Friday Funny Archives
A German inventor has come up with the Intelli Chair—a chair that emits sounds from seatbacks and cushions to suggest when users should make posture adjustments or take breaks from sitting.
This past week, there were two interesting elevator related news items. The first was a piece examining elevator rider body posture. The second explained the safest way to survive a free fall in an elevator.
In the 80s, certain industries went a bit overboard with employee training videos in a desperate attempt to train the largest number of people in the shortest period of time (and at the lowest cost). The results were cringe worthy.
How did the facilities and operations people get 100 curious cats out—from behind walls (with power saws, apparently), exposed ceiling rafters, and all sorts of other unlikely places—in time to open one London area IKEA store to the public the next day?
Ever since computers became part of the workplace, users have struggled to keep their machines up and running. So what’s a user to do? Call tech support. Easier said than done, as illustrated by this collection of “real” tech support nightmares.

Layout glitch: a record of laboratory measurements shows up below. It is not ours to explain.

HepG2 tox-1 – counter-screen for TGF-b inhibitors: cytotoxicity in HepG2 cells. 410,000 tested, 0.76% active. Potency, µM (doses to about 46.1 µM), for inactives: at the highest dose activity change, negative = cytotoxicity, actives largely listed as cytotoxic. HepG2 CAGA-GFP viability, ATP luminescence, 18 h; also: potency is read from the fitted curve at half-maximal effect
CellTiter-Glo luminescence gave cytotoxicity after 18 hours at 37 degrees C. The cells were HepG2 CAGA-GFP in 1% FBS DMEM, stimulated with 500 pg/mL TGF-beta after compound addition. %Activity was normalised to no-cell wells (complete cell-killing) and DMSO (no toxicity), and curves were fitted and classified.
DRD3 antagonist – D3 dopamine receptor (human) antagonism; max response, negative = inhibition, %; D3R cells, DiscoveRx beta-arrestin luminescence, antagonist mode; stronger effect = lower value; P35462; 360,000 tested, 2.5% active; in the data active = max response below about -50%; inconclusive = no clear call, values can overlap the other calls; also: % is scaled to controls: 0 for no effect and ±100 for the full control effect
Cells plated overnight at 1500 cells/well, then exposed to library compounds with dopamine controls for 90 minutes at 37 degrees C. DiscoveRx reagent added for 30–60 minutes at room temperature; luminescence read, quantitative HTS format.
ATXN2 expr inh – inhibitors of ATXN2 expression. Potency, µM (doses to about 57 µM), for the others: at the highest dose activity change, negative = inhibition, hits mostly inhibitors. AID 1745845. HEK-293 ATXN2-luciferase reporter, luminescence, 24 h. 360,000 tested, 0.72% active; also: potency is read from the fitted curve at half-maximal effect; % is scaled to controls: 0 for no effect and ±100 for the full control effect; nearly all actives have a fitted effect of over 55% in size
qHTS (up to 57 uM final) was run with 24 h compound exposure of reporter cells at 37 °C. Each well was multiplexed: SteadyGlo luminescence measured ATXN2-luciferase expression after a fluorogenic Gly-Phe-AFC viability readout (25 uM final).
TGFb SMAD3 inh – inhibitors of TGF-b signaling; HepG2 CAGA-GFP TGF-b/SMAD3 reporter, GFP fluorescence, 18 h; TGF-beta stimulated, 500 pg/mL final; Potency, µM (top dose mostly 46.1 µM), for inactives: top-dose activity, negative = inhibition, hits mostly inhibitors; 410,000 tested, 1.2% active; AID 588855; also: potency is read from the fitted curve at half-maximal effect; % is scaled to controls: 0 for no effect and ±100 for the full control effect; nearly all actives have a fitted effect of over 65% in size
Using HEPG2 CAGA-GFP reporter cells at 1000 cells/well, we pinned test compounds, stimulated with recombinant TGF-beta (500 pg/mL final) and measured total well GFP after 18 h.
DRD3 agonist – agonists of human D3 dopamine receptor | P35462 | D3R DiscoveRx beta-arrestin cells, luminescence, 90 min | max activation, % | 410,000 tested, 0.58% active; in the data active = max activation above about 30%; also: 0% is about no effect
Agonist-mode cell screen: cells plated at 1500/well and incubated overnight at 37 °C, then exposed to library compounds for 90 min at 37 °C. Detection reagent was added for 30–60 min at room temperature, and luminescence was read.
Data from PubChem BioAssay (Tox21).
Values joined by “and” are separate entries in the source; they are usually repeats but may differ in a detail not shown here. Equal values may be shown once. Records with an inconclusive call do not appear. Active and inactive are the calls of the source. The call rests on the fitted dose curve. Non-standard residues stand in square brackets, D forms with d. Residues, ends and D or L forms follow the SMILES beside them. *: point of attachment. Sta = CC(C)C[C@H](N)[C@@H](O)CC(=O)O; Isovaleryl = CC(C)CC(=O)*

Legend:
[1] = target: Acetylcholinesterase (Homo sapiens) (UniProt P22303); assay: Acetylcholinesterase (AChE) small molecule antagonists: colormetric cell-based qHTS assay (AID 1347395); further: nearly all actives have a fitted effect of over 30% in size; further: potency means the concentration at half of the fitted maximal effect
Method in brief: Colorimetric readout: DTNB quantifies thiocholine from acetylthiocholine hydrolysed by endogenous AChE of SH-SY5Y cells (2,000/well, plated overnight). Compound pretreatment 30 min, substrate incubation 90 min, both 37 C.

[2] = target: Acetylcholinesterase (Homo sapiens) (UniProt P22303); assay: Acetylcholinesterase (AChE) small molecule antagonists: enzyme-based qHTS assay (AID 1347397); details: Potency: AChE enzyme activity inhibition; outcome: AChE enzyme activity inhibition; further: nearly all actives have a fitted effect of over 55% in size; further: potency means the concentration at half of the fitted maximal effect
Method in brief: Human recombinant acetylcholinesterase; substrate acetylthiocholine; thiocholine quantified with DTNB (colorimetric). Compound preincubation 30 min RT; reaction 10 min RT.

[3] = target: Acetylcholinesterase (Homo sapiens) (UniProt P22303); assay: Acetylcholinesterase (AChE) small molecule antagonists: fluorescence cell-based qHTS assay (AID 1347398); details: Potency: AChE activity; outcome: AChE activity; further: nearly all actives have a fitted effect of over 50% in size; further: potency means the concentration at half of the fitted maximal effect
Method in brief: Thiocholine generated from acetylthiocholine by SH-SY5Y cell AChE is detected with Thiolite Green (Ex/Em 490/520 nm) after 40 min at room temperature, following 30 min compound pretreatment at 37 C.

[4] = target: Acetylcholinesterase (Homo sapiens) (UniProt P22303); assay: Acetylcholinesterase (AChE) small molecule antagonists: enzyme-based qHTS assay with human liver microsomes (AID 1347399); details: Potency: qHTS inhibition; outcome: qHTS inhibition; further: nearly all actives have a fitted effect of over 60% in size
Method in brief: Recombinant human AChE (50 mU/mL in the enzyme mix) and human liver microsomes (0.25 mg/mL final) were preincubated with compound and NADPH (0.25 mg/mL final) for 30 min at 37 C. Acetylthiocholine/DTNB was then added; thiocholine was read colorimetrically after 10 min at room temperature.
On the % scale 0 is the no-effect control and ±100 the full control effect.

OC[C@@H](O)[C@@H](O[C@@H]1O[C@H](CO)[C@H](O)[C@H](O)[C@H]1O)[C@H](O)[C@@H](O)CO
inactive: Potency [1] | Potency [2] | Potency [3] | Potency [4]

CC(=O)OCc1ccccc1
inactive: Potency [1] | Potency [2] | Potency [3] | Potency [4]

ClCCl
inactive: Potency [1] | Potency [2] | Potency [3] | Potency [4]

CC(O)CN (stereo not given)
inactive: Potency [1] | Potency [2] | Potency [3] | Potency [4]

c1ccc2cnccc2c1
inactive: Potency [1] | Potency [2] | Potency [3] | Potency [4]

Guests at Treehotel, which offers rooms incorporated into their natural surroundings, may need more than the most accurate satellite system to find their rooms in the sky.
Napo films feature characters in the world of work, faced with safety issues. Using a cartoon style and wordless language, they blend education, cultural neutrality, and humor.
What happens when the activities of a madcap group of overworked, frustrated architects is chronicled in the form of an old fashioned black and white comic strip? The result is a clever Web offering called Architexts. While originally created for the amusement of architectural professionals, some facility managers (and others in related fields) may also find it humorous.
The Silver Spring, MD-based headquarters building of the Discovery Channel has experienced an upgrade in honor of its “Shark Week” programming—the structure was transformed into a gigantic shark.
The 120 room Travelodge has been built from 86 high strength steel containers which were constructed and fitted with the hotel room’s fixture and fittings in Shenzen, China. Transported to England by boat, they were then put on a truck and fitted together like giant Lego blocks.